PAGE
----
Fairfield has embraced “Cities” as an area of academic focus

And to think about the city today we must, quite realistically, think globally, for most of the largest and fastest growing metropolitan regions are no longer in Europe and North America but in Asia, Latin America, and outer Africa: cities such as Shanghai (population 13.5 million) and Beijing (pop. 20.1 million); Sao Paulo (pop. 11 million); Mumbai and Karachi (pop. 14 million and 13 million); Jakarta (pop. 8.5 million); Istanbul (pop. 13.5 million); Cairo (pop. 9.1 million); and Lagos (pop. 8 million). To understand the promises and problems of urban life globally, we must look to these metropolitan centers as well as those closer to home. In many cases, what some call development — as they point to shimmering new skylines — is on closer inspection an alarming example of multinational wealth suddenly superimposed on sprawling underdevelopment — a reminder of what international law scholar Richard Falk calls the stark difference between “globalization from above and globalization from below.”

Given these challenges, it is important to note that for as long as there have been cities, there have been questions about how to build better ones. Engineers and architects know this by heart. Today, the question of how to imagine and engineer better cities is being answered through a variety of innovative professions, projects, and collaborations. And here’s the rub: all of these new solutions are the product of inter-disciplinary thinking, the result of people drawing upon different fields of study. For example, this years’ winner of the “Technology, Entertainment and Design” (TED) award, a project called “Cities 2.0,” highlights revolutionary ideas by health professionals, musicians, scientists, business entrepreneurs, and educators that each show how changes in one aspect of urban life can create huge ripple effects throughout its other dimensions. In Columbia and Caracas, collaborations between engineers, geologists, artists, and architects are turning conventional wisdom on its ear by introducing high quality transportation systems and public spaces into the poorest neighborhoods, resulting in lower crime, better public health, and more vibrant commerce across the entire metropolitan area. A recent United Nations exhibit demonstrated that, in cities around the world, collaborative projects like these are dismantling the old assumption that truly innovative civic spaces and structures can only be the byproduct, rather than the precondition, of human progress.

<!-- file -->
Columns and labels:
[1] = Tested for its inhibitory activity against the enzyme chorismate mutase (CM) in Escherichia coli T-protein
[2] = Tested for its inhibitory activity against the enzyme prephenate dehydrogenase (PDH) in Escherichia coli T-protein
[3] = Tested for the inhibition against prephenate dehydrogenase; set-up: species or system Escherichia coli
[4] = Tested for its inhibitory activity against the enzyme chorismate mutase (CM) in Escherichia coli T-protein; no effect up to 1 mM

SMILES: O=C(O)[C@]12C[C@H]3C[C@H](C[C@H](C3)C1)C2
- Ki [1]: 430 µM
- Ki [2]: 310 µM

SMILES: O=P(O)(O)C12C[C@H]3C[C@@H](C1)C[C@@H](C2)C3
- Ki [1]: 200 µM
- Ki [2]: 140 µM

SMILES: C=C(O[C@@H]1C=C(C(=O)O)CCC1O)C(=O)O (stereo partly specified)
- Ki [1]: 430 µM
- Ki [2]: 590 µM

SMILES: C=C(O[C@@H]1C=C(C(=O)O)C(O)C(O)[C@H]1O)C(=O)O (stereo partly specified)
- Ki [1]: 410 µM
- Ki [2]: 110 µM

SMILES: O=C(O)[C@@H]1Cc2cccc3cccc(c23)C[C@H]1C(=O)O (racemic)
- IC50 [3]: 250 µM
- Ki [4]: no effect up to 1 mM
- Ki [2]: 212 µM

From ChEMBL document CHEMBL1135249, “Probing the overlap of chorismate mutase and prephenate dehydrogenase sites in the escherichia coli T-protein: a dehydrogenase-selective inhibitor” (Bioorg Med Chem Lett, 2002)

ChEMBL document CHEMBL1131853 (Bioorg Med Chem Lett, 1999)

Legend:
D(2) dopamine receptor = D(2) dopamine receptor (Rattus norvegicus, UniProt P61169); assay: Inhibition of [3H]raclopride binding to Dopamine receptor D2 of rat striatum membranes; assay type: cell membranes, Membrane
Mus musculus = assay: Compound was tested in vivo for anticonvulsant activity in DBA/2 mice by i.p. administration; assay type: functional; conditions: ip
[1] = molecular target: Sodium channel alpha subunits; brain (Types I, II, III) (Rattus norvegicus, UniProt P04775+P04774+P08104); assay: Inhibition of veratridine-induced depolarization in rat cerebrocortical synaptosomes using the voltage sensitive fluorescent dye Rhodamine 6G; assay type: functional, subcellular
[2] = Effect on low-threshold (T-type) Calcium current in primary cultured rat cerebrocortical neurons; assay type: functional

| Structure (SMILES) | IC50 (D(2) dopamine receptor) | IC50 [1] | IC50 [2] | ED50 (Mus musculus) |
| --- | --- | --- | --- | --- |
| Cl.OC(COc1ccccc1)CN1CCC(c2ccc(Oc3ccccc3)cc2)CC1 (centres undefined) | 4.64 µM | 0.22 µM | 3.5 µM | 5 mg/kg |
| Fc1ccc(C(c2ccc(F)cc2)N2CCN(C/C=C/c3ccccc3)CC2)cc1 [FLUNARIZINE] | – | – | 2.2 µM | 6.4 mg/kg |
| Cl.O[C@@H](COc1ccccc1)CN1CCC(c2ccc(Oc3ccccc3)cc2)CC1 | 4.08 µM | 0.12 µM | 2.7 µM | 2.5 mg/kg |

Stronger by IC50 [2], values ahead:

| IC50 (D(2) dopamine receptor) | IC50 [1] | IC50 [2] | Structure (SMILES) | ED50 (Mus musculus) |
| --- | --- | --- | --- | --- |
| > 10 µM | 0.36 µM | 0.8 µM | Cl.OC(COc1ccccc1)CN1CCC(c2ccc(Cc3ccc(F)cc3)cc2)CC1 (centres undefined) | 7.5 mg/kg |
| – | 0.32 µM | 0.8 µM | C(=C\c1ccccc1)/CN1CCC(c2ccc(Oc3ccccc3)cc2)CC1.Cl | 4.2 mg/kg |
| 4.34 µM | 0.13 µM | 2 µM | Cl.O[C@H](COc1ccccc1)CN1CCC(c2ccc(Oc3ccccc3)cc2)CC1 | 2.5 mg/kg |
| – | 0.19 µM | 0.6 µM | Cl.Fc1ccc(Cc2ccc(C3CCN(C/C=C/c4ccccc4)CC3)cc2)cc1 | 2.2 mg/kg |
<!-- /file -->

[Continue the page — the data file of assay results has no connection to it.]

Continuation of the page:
Here at Fairfield — in another example — the program in Peace and Justice Studies has brought together political scientists, philosophers, historians, theologians, and sociologists to help communities in New Orleans reinvent key public programs and institutions in the wake of Hurricane Katrina.

So it seems abundantly clear that the proverbial “key to the city,” and to our global future, lies in the kind of integrative thinking about how best to live with one another that a liberal arts University like Fairfield aims to promote: a broadening of the mind, through the meeting of minds.


by Carolyn Arnold

International Literacy Day

In partnership with the Mercy Learning Center of Bridgeport, Conn., Fairfield celebrated International Literacy Day on September 13.

A panel of Fairfield professors and Bridgeport community leaders discussed the impact of literacy on urban areas and examined the opportunities and challenges of education in Bridgeport, from early childhood through adult literacy programs.

The Mercy Learning Center is a literacy and life-skills training center for low-income women in Bridgeport, Conn.

Panelists included Drs. Wendy Kohli, professor of curriculum and instruction; Stephanie Burrell Storms, assistant professor of curriculum and instruction; Judy Primavera, professor of psychology; Kathy Nantz, professor of economics; Betsy Bowen, professor of English; and Jane Ferreira, president and CEO of Mercy Learning Center.

Dr. Terry-Ann Jones, associate professor of sociology and anthropology, who introduced the panelists, said, “The panelists highlighted different aspects of the importance and value of literacy and education, and really emphasized the role and responsibility of individuals in eradicating illiteracy.”

Dr. Kohli noted that the wisdom of those who lived in the city was imperative for transformation to occur. “Change comes from within and we need the wisdom of those who have walked the walk,” she said.

Ferreira, who has been at the Mercy Center for 11 years, spoke about the passion for education that the women who go there have. “The desire for education unites them all.”

Urban Educational Reform in Connecticut

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